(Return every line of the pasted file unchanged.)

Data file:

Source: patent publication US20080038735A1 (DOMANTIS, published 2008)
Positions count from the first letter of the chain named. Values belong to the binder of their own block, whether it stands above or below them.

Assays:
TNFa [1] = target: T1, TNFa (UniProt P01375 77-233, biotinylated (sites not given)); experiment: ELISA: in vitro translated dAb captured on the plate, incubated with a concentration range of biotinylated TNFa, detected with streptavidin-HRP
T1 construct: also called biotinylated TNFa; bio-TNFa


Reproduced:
Source: patent publication US20080038735A1 (DOMANTIS, published 2008)
Positions count from the first letter of the chain named. Values belong to the binder of their own block, whether it stands above or below them.

Assays:
TNFa [1] = target: T1, TNFa (UniProt P01375 77-233, biotinylated (sites not given)); experiment: ELISA: in vitro translated dAb captured on the plate, incubated with a concentration range of biotinylated TNFa, detected with streptavidin-HRP
T1 construct: also called biotinylated TNFa; bio-TNFa